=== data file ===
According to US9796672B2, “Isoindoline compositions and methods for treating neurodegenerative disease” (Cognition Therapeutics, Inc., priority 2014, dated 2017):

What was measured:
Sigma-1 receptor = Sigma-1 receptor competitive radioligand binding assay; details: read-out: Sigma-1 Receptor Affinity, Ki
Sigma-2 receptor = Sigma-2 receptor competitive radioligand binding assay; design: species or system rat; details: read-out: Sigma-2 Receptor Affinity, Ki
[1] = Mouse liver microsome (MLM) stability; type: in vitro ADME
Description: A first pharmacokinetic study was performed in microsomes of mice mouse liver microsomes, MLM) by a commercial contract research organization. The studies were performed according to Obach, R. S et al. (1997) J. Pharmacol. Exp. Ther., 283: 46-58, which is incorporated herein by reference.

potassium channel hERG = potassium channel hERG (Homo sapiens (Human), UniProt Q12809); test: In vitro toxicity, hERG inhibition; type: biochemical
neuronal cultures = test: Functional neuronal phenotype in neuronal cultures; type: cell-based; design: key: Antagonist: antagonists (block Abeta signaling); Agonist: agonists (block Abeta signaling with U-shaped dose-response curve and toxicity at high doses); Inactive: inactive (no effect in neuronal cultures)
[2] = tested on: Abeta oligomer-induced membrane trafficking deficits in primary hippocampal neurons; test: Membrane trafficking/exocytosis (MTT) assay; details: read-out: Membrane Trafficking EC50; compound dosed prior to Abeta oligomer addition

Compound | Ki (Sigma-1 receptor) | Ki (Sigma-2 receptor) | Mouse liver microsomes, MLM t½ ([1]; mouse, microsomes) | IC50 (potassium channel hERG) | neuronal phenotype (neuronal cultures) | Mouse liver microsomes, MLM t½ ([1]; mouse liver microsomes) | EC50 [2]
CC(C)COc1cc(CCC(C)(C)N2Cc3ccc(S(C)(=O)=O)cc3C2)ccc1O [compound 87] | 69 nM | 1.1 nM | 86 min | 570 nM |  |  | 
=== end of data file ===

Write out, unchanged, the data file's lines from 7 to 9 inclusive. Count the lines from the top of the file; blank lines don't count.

potassium channel hERG = potassium channel hERG (Homo sapiens (Human), UniProt Q12809); test: In vitro toxicity, hERG inhibition; type: biochemical
neuronal cultures = test: Functional neuronal phenotype in neuronal cultures; type: cell-based; design: key: Antagonist: antagonists (block Abeta signaling); Agonist: agonists (block Abeta signaling with U-shaped dose-response curve and toxicity at high doses); Inactive: inactive (no effect in neuronal cultures)
[2] = tested on: Abeta oligomer-induced membrane trafficking deficits in primary hippocampal neurons; test: Membrane trafficking/exocytosis (MTT) assay; details: read-out: Membrane Trafficking EC50; compound dosed prior to Abeta oligomer addition